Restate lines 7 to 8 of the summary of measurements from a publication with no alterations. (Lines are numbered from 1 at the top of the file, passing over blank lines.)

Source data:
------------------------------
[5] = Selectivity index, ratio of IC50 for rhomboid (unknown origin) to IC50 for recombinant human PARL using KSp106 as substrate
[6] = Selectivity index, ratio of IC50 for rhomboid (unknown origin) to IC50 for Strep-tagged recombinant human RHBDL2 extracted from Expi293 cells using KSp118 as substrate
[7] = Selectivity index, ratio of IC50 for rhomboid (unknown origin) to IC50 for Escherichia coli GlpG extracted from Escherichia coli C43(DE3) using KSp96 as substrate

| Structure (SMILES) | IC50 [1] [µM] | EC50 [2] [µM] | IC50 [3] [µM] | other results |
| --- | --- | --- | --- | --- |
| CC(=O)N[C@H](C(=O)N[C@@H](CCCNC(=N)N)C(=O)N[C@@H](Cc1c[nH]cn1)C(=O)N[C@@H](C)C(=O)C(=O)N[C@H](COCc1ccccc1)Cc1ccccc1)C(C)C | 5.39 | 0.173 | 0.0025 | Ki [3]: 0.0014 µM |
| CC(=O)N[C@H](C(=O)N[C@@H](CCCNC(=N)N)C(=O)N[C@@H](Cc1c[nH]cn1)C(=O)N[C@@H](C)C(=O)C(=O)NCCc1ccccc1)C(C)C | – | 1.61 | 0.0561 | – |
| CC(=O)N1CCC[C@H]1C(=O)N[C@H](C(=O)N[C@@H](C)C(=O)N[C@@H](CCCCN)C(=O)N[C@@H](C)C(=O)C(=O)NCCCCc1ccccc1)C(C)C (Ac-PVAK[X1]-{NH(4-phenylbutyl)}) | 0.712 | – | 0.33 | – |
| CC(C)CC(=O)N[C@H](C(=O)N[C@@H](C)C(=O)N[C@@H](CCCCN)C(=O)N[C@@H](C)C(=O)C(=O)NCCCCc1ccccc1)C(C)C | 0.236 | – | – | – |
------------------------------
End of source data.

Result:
| CC(=O)N[C@H](C(=O)N[C@@H](CCCNC(=N)N)C(=O)N[C@@H](Cc1c[nH]cn1)C(=O)N[C@@H](C)C(=O)C(=O)NCCc1ccccc1)C(C)C | – | 1.61 | 0.0561 | – |
| CC(=O)N1CCC[C@H]1C(=O)N[C@H](C(=O)N[C@@H](C)C(=O)N[C@@H](CCCCN)C(=O)N[C@@H](C)C(=O)C(=O)NCCCCc1ccccc1)C(C)C (Ac-PVAK[X1]-{NH(4-phenylbutyl)}) | 0.712 | – | 0.33 | – |